A Brief Open Letter to the TNDP


Here’s the thing.  I suck it up and go to church with my parents because they are my parents and I have a duty to them.  An obligation to them, which I take very seriously, even though it often causes me heartache.

But I will not pray to your god with you.  And I am annoyed that I have to in order to participate fully in the Democratic Party.

Here is my question.  If I find myself present for a “Welcome: Opening / Pledge of Allegiance / Prayer / Acknowledgements & Recognition” or a “Prayer Breakfast: Led by Ordained Legislators” will there be a moment when we all respectfully pray to my gods?

So why should I be forced to respectfully pray to yours?


Aunt “Obviously Not a Unitarian” B.

We Must Talk Briefly About The No. 1 Ladies’ Detective Agency

In its favor, it has two of my favorite HBO staples–terrible accents and Idris Elba (though I could just be imagining a striking difference between the locals and the out of towners)–and Jill Scott, whose got this way of wiggling her butt that gives me such great pause I about can’t bother to continue typing.

Going against it is the ongoing references to how fat Jill Scott is.  Is Jill Scott fat?  Yes.  Can I believe that, being that beautiful, with the ability to wiggle her butt like that, that that’s the first and only thing people notice about her character?  No.  And if it is, their loss.

Because Who Doesn’t Love a Little Silliness?

Y’all asked and I provide.  Here’s the thing.  When I do the drawings of me, I do them in Paint and with my right hand and at the size I need them to be to fit this space.  So, I couldn’t blow up the John Rich outrage picture and put it large on the front of a t-shirt because it was only three inches wide to begin with.  And I can barely draw with my right hand and a mouse; I cannot draw with my right hand and a mouse pad.

But I did put it small on a cheap t-shirt and a magnet so that those of you who feel like it can have it if you want it.



The magnet is, in my opinion, hilarious.  You can use it to put anything you find outrageous on anything you have that’s metal.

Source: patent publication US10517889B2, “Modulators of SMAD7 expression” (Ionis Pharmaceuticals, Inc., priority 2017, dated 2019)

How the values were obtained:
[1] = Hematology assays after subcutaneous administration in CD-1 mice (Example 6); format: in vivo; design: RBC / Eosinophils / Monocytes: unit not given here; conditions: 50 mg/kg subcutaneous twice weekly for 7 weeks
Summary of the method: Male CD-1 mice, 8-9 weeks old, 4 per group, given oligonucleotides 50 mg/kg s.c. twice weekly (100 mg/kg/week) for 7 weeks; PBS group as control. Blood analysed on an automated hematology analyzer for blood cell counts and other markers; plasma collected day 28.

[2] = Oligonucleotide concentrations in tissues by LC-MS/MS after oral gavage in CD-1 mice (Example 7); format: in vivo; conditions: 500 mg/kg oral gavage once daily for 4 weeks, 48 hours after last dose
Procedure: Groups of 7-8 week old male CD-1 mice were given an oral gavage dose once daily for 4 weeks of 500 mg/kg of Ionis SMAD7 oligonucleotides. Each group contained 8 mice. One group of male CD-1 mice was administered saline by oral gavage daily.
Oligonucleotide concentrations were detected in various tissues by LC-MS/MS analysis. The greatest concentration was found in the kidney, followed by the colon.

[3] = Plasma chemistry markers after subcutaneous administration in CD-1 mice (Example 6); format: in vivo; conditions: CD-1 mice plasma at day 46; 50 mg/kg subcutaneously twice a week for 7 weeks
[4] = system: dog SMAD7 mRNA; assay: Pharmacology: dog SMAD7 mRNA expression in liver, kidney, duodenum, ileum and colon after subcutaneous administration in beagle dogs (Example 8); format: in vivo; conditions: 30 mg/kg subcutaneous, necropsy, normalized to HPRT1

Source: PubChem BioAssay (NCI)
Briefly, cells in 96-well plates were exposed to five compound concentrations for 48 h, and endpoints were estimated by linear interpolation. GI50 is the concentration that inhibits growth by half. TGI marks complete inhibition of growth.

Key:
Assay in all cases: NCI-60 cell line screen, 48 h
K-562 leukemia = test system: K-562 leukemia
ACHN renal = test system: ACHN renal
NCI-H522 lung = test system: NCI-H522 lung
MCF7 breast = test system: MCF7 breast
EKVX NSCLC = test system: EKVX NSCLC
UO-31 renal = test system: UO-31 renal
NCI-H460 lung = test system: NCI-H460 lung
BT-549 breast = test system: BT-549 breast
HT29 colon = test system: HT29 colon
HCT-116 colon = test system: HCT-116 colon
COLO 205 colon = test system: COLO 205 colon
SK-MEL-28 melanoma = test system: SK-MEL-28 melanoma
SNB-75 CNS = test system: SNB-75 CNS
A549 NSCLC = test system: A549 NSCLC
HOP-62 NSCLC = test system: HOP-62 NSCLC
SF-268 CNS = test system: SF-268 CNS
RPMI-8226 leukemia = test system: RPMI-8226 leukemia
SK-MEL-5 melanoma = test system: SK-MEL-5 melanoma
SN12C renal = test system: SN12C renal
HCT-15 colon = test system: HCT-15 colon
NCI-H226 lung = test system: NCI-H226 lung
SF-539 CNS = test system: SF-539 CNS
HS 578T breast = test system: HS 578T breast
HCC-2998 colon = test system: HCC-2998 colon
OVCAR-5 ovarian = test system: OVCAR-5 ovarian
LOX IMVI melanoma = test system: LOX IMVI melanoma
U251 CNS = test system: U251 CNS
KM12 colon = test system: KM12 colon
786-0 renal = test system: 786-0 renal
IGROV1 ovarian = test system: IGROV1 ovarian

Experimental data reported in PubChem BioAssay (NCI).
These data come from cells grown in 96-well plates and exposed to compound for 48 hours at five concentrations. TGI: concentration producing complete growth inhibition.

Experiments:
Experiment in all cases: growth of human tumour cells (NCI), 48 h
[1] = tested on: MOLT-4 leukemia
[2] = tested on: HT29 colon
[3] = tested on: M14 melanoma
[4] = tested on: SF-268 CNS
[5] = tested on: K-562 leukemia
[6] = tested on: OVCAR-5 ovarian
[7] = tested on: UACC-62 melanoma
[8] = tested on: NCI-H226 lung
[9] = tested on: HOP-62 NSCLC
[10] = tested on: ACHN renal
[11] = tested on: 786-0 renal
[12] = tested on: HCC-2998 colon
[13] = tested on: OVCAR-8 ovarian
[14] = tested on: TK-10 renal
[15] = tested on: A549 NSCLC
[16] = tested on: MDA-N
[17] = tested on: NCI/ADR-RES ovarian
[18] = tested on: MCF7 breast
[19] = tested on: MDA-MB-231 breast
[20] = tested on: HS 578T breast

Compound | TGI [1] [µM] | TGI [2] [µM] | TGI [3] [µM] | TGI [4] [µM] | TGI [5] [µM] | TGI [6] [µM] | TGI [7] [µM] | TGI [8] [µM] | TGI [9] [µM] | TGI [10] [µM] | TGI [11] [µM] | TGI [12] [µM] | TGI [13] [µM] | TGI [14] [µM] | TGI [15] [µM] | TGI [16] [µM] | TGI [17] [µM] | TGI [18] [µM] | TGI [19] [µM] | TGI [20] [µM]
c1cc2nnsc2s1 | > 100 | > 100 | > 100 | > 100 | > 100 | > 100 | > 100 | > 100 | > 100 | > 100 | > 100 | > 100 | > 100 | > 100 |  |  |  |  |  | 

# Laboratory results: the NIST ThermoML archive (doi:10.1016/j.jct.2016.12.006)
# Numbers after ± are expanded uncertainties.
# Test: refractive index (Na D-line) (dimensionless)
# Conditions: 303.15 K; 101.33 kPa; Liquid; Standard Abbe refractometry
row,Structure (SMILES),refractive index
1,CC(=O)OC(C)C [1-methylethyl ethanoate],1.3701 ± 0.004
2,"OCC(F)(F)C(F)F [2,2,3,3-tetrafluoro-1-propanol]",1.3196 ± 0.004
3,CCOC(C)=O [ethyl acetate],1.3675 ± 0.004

One More Word About the Phlox

Oh, I meant to tell you this morning that we just went around the corner to Bates Nursery to get our phlox and we put it in the ground and I watered it a little and I went out today and I swear it was like it grew over night.  I have never seen anything like it.  I don’t know if it’s just that the plants they have their rock so hard or my mad gardening skills (um… yes… let me be clear: it’s not the latter) or what, but they look amazing.

I should take a picture, but I won’t.

Nothing Gold Can Stay

Yesterday, I did everything I wanted to do and nothing I didn’t.  I got the phlox planted and replanted the herbs that failed to thrive (yes, hello, 30 degree, I am not happy to see you coming) which I will probably end up replanting again in a couple of weeks.  I took pictures of all the stuff going on in the yard and I lounged in the hammock.

Today, I want to do a little garden dirt breaking up, see some friends, and go to the grocery store.

And, behold, that is what I’m doing.

I’m going to admit that, it makes me nervous.  Can you have this much good fortune without having to pay the piper at some point?

I think that it’s right here where I have the hardest time letting go of my Christian beliefs and trusting in the knowledge of my ancestors and I think it’s because there are two very different ideas with a lot of overlap going on.  I do come from a line of people who do seem to have a hard time getting the things they need in order to be happy (and I use “things” in its broadest sense, because though some of us are very materialistic, others of us are not) and being able to hold onto the good things we have.

The Midwest Protestant in me says two things.  1.  Don’t go enjoying these good things too much because showing any enjoyment of anything is a sure signal to God that it’s come to mean too much to you and he must take it away.  2.  Enjoying the good things in your life when others are so miserable is bragging and showing off.  Which is unseemly.

The Heathen in me says that yes, of course, families can have a kind of fortune.  And once you understand that fortune, you can work to modify it by getting into right relation with your community–seen and unseen.  So, good fortune can be worked at and does, when lost, slip away for a reason other than just a jealous god who needs you to be miserable here so that you will aspire to be with Him there.

Still, on weekends like this, I am torn.  My first reaction is to try to not enjoy it too much, to not be unseemly, to not get into a situation where I need comeuppance.  But the thing I’m trying to understand in my heart is that enjoying it and being open in my enjoyment without fear of having it stripped from me is the proper response, the one that fosters better fortune.